Why it rocks: Just look at previews like this one. These guys aren’t messing around. If the actual game delivers on the promise of these tantalizing trailers, Nintendo won’t need to bring back the series, the SoL team will have done it for them.
Where it’s at now: Development began six years ago, but the updates on the website look fresh. “It will be done when it is done,” is the answer on their FAQ. That’s probably a good slogan for any fan game, really.
We heart the original because: Drawing from Mario, Sonic, Zelda, Halo, Doom and more, this game has a lot of “originals” behind it, sooo… we’re not even gonna go there.
Who’s behind it: “JudgeSpear,” who started the project in December of 2007, and the ever-growing Fusion Team.
Why it rocks: We’re going to say a few phrases. Your brain might explode, but don’t say we didn’t warn you. Mario packs heat and guns down Covenant scum from Halo. Link fights Nazis in Castle Wolfenstein. Ninja Gaiden meets Mega Man. And so on. That is the crazy-mashup-hybrid-crossover hot mess called MKF.
Where it’s at now: Version 0.31 is out as of last October, and there’s also a 3dchannel for new level previews. This looks like a healthy ongoing project, so keep your eves peeled for future releases.
We heart the original because: See No. 1.
Who’s behind it: A fan gamer going by the handle ZeaLitY, along with some others, got to work on this in 2004, hacking the original Chrono Trigger ROM to create a new story.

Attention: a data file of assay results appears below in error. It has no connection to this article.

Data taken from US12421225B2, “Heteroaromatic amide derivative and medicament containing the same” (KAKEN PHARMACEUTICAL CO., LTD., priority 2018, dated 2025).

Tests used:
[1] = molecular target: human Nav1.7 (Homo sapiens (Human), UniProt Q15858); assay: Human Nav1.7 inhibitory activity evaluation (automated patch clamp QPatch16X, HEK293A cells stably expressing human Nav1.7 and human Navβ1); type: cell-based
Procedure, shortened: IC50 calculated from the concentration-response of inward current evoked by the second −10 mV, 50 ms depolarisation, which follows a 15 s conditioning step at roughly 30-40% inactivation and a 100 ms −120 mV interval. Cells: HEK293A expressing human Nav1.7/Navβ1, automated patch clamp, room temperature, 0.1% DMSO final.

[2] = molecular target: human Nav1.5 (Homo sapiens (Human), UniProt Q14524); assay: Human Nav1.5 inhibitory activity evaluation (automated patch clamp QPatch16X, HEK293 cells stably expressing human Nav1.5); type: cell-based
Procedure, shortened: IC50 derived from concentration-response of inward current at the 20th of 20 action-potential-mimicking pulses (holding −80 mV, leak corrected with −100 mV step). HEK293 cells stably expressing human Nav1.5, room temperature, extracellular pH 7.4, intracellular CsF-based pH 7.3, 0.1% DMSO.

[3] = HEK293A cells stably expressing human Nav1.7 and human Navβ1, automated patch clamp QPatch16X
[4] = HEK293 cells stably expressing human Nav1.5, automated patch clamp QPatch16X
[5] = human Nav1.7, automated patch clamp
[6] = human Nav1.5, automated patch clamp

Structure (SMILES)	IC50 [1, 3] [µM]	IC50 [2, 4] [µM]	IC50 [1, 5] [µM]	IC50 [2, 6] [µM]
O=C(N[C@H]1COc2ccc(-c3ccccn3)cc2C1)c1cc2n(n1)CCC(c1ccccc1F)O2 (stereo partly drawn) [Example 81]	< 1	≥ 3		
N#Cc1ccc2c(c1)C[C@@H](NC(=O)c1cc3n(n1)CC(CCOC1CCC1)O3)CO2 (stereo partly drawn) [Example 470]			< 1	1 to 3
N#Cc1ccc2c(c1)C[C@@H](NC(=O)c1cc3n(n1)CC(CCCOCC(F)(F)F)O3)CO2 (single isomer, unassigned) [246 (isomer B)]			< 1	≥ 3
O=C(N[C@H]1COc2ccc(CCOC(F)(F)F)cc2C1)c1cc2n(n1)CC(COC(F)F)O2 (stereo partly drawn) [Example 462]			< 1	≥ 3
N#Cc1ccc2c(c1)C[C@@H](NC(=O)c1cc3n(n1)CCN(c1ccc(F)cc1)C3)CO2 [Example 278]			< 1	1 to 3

Why it rocks: This sequel featured a totally new, full-length storyline that picks up where CT left off, and with a new threat coming out of everyone’s favorite once-floating kingdom, Zeal. Things we would have gotten to experience/see: Crono talking (a lot!), 10 multiple endings and an estimated 35 hours of gameplay.
Where it’s at now: A big, fat, piece of Nothing, served with a side of Legal Smackdown, again from Square-Enix and its legion of demon-spawn, we mean, lawyers. The game’s makers claimed it was 98 percent done when they got the cease and desist in May this year. There’s some media on the website and a YouTube page featuring an entire playthrough of the game. Le sob.
We heart the original because: It’s hard to come by multiplayer mashups more magnificent than the Super Smash Bros. games. Pitting iconic favorites from the Nintendo-verse against each other in combat was a stroke of genius and a heck of a lot of fun.
Who’s behind it: “Cleod9” of McLeodGaming.
Why it rocks: Cleod9’s first Super Smash Flash was already a pretty rockin’ port of Smash to Flash. Though slightly buggy, it comes full with Melee and Adventure, among other options, and throws a bunch of cool non-Nintendo characters, like Naruto, Cloud and Crono, into the mix as well. SSF 2 looks even better, with improved controls, graphics and interface.
Where it’s at now: There’s a playable demo out, and from the looks of it, things are going just swimmingly. We can’t wait.